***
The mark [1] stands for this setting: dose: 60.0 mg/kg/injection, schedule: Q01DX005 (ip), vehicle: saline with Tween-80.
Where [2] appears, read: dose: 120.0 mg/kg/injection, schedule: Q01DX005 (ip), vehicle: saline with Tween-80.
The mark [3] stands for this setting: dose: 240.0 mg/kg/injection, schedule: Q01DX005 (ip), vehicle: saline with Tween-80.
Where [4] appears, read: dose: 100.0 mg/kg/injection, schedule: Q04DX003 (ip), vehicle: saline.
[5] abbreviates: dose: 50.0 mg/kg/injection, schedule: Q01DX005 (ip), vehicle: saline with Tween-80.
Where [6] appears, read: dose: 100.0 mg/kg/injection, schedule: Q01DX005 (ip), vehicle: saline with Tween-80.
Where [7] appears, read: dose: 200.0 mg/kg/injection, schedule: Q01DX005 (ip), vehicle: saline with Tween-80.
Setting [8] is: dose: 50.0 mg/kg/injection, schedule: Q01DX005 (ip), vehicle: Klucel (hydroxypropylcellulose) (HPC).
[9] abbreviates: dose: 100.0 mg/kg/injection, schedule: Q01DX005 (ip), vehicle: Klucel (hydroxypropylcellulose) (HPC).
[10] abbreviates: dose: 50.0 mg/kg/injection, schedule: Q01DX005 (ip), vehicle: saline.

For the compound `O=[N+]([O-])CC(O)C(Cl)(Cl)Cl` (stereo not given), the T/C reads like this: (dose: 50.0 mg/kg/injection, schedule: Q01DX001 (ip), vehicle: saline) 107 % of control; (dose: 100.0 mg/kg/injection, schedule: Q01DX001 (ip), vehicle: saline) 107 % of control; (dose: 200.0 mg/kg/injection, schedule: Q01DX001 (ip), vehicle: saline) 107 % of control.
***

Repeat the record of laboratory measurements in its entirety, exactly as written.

The mark [1] stands for this setting: dose: 60.0 mg/kg/injection, schedule: Q01DX005 (ip), vehicle: saline with Tween-80.
Where [2] appears, read: dose: 120.0 mg/kg/injection, schedule: Q01DX005 (ip), vehicle: saline with Tween-80.
The mark [3] stands for this setting: dose: 240.0 mg/kg/injection, schedule: Q01DX005 (ip), vehicle: saline with Tween-80.
Where [4] appears, read: dose: 100.0 mg/kg/injection, schedule: Q04DX003 (ip), vehicle: saline.
[5] abbreviates: dose: 50.0 mg/kg/injection, schedule: Q01DX005 (ip), vehicle: saline with Tween-80.
Where [6] appears, read: dose: 100.0 mg/kg/injection, schedule: Q01DX005 (ip), vehicle: saline with Tween-80.
Where [7] appears, read: dose: 200.0 mg/kg/injection, schedule: Q01DX005 (ip), vehicle: saline with Tween-80.
Setting [8] is: dose: 50.0 mg/kg/injection, schedule: Q01DX005 (ip), vehicle: Klucel (hydroxypropylcellulose) (HPC).
[9] abbreviates: dose: 100.0 mg/kg/injection, schedule: Q01DX005 (ip), vehicle: Klucel (hydroxypropylcellulose) (HPC).
[10] abbreviates: dose: 50.0 mg/kg/injection, schedule: Q01DX005 (ip), vehicle: saline.

For the compound `O=[N+]([O-])CC(O)C(Cl)(Cl)Cl` (stereo not given), the T/C reads like this: (dose: 50.0 mg/kg/injection, schedule: Q01DX001 (ip), vehicle: saline) 107 % of control; (dose: 100.0 mg/kg/injection, schedule: Q01DX001 (ip), vehicle: saline) 107 % of control; (dose: 200.0 mg/kg/injection, schedule: Q01DX001 (ip), vehicle: saline) 107 % of control.